When we go to the health care clinic, we expect to leave with a cause of our illness (aka diagnosis) and a treatment to feel better. But there should be one more thing you get from your doctor – education.
In functional medicine, the focus is on teaching patients how to obtain/maintain optimal health (versus the conventional model, which focuses on treatments). Although I am not a “doctor”, I was trained in the same medical model, alongside medical students and residents. The same code of ethics applies to my profession.
We tend to forget, however, that doctor comes from the latin verb meaning “to teach”. Somehow, over the last 30 years or so, this meaning seems to have been replaced with “to treat”. Throughout my years of practice, I’ve come to realize that patients are more satisfied with care if I empower them with tools and information to improve their health. Sharing my years of knowledge and experience is a bridge that connects the doctor/provider to the patient, creating a partnership of care.
In functional medicine, we do use treatments in the form of supplements and therapeutic medications, but the foundation of health relies on how we nourish our bodies, which builds resiliency. This includes:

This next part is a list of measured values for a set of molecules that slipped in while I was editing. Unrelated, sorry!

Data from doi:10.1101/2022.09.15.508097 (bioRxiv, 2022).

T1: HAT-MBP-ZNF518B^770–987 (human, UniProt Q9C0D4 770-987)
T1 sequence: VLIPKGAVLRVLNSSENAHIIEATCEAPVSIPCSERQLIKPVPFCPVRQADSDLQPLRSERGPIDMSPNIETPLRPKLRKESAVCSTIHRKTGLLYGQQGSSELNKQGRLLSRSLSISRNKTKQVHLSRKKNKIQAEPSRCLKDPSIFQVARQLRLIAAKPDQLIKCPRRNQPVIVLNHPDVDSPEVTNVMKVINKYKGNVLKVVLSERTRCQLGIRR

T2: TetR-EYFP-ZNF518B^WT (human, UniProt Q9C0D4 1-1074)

- The food we eat: Do we eat foods that not only provide energy (calories), but also foods that add nutrients (the building blocks of health)?
- The thoughts we have: Do we practice the use of “positive” thoughts (in our head and in our social lives), or do we let our negative thoughts shape our lives?
- The external influencers: Do we surround ourselves with supportive people? How do we measure success – through work and money? Through our abilities to handle a lot of stress and still survive?
- The internal influencers: Do we give our bodies a break (good sleep, stress reduction habits, etc), or do we simultaneously have the gas pedal and the brakes on, as we engage in our daily activities?
In our culture, a healthy lifestyle is usually not taught in families, in schools, even by our health system. I encourage all health practitioners to return to the roots of medicine, and start teaching our patients how to avoid disease and build resiliency.
Wishing everyone great health, happiness, and a life at ease,